Running During Pregnancy FAQs

Pregnancy doesn't have to put a stop to your running program. With a few small considerations, healthy women can continue to run all nine months of pregnancy.

But running during pregnancy can raise a series of confounding questions each expectant mother needs to face. How do you know you're ready to run? What should you wear on your runs? And how do you ensure you keep you and your baby safe?

Here are a few of the most commonly asked questions when it comes to running during pregnancy; the responses will help keep you and the little one safe as you head toward the big day.

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Is It Safe to Run When I'm Pregnant?

In the past, doctors recommended for women to avoid exercise during pregnancy, thinking exertion could harm the baby. Today, doctors know that this isn't the case. Exercise can actually be very helpful through both pregnancy and the postpartum period.

The Centers for Disease Control and Prevention (CDC) now recommends for healthy women to continue to take part in moderate physical activity during and after pregnancy, stating, "If you are a healthy pregnant or postpartum woman, physical activity is good for your overall health. For example, moderate-intensity physical activity, such as brisk walking, keeps your heart and lungs healthy during and after pregnancy."

In addition, a regular running program can help you feel your best after the birth of your child. According to the CDC, "Physical activity also helps improve your mood throughout the postpartum period. After you have your baby, exercise helps maintain a healthy weight and, when combined with eating fewer calories, helps with weight loss."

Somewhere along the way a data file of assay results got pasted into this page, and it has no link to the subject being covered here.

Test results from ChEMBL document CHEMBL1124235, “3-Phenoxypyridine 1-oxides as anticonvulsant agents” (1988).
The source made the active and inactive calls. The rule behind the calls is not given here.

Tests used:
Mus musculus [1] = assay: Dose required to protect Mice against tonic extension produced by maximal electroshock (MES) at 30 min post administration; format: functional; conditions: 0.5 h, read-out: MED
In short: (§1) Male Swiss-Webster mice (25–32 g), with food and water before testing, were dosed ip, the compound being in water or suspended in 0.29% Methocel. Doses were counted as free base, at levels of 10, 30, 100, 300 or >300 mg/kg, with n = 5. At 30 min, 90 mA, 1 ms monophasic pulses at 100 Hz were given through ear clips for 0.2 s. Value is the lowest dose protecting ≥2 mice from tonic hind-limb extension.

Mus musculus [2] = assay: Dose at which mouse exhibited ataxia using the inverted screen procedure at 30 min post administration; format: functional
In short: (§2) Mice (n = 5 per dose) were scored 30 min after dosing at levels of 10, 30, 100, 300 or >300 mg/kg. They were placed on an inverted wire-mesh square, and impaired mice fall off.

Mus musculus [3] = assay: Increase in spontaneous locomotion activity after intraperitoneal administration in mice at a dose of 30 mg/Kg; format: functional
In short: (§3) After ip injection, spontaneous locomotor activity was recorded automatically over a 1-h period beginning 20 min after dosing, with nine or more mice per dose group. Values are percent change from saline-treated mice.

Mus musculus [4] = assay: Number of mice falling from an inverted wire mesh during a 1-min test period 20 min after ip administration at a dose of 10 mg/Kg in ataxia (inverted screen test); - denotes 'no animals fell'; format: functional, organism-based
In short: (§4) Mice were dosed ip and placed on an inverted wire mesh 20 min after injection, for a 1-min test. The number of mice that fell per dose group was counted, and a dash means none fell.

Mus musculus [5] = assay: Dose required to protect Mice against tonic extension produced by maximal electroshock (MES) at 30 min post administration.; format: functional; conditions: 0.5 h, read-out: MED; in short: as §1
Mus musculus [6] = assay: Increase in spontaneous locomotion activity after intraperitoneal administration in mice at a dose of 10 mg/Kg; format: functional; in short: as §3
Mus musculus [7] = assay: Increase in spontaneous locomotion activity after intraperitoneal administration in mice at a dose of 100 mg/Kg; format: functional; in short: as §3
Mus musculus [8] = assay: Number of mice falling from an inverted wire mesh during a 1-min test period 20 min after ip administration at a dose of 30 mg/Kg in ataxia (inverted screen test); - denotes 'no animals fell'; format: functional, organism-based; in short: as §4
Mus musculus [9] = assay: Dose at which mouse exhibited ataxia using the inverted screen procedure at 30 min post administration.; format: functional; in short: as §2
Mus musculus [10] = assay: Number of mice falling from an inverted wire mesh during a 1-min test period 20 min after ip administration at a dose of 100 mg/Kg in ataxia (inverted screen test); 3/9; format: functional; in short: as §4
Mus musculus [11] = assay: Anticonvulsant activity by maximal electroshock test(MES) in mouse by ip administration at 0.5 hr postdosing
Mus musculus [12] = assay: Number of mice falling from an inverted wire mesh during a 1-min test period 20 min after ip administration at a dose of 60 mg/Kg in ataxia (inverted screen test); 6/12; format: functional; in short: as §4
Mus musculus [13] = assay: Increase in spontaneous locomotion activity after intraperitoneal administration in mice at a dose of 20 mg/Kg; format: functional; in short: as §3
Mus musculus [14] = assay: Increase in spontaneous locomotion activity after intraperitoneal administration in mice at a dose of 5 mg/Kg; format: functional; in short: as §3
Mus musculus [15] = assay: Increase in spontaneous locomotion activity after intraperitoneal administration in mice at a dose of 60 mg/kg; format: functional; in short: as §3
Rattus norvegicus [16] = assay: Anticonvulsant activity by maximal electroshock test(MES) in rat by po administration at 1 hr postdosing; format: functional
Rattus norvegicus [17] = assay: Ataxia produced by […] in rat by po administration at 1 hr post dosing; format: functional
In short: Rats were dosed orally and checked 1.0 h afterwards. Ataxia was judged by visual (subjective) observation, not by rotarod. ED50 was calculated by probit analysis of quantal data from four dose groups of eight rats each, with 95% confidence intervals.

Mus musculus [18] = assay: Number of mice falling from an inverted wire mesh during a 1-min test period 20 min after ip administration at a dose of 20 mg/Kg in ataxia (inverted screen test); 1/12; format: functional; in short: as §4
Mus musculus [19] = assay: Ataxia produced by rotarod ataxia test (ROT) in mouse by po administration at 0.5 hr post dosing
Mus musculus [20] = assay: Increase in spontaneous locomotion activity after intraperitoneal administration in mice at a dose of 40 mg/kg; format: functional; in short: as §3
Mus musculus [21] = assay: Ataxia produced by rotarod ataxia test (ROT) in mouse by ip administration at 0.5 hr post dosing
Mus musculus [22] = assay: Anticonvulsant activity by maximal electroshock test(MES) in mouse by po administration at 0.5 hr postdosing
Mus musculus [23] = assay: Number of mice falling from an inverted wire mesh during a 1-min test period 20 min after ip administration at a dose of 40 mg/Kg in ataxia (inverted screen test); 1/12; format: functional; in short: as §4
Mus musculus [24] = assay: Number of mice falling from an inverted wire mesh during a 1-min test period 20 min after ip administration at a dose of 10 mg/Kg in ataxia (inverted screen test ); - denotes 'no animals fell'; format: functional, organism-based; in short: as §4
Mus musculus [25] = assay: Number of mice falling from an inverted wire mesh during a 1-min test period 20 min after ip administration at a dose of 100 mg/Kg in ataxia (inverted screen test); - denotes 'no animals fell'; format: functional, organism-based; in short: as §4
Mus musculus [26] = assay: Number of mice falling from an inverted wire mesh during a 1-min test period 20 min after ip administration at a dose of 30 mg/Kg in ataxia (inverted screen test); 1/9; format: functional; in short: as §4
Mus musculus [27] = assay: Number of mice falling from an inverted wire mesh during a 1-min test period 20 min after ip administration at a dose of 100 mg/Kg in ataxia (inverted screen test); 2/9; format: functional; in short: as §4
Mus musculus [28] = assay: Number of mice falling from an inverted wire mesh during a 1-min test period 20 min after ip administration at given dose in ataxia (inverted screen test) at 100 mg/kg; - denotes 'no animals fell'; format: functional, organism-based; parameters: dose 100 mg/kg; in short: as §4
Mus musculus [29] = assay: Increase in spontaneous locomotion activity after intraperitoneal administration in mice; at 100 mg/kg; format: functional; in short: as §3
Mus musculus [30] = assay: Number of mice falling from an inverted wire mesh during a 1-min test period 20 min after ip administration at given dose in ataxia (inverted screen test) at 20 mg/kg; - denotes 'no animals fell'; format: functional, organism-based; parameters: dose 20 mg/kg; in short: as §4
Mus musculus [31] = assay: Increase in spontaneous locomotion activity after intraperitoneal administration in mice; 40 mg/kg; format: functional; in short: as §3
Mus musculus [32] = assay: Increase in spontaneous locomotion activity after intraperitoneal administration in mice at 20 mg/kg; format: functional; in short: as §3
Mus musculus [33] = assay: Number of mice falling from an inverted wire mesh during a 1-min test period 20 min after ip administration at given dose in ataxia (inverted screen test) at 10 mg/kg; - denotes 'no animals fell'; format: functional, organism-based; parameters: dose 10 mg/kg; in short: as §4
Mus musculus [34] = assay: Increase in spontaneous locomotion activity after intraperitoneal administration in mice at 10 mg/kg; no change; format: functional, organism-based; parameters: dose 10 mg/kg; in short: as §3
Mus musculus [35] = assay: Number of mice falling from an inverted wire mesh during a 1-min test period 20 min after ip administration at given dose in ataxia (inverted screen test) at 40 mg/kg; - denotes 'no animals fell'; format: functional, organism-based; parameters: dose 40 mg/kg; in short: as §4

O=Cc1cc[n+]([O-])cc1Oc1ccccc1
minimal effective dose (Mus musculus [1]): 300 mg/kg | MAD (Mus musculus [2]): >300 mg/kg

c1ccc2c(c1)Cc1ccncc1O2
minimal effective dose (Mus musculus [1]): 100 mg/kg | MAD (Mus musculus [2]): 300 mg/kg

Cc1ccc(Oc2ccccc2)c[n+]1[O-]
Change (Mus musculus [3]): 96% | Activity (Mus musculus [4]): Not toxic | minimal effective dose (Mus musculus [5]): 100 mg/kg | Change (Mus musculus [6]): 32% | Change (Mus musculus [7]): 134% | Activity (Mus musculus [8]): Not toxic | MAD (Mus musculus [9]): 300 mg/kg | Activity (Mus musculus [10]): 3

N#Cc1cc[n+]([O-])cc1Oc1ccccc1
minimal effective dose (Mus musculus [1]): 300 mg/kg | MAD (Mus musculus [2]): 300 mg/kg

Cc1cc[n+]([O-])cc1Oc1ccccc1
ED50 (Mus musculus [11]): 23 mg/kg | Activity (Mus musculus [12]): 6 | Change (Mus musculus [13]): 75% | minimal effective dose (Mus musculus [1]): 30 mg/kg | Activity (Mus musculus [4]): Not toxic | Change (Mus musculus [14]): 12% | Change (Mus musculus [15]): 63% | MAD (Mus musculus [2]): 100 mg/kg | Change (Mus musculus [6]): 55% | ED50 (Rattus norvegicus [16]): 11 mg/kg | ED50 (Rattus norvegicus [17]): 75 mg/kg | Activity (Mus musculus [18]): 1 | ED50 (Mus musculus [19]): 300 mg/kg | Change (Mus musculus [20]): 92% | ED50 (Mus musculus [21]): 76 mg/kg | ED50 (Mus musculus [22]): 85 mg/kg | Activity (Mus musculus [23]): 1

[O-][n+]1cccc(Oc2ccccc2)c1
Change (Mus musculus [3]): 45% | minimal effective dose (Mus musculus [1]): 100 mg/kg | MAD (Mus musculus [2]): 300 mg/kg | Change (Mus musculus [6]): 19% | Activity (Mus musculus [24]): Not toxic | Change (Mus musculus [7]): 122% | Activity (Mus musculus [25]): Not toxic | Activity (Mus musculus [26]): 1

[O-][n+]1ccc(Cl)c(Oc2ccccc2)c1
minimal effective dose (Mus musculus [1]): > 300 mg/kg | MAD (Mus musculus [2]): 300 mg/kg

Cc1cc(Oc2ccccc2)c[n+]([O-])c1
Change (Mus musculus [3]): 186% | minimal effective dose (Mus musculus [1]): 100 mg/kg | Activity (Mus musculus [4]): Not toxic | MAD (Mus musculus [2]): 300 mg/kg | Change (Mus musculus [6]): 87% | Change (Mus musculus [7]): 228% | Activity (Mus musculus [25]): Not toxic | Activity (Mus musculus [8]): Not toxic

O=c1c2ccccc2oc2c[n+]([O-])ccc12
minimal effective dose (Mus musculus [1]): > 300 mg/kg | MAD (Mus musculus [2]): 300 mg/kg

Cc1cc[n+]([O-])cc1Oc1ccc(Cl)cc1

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Where's the Best Place to Run When I'm Pregnant?

While there aren't considerable differences between where women should run during pregnancy (as opposed to pre/post-pregnancy), Kelly Collins of warns that women may want to run indoors on a treadmill during this delicate time. "People can be critical when they see women running who are very pregnant, so be prepared for some looks," she says.

Collins hopes that pregnant women will be confident enough to ignore the naysayers. She tells her clients to follow current exercise guidelines. "Be secure in the fact that you're doing what's best for you and your baby," she says," and just keep on running."

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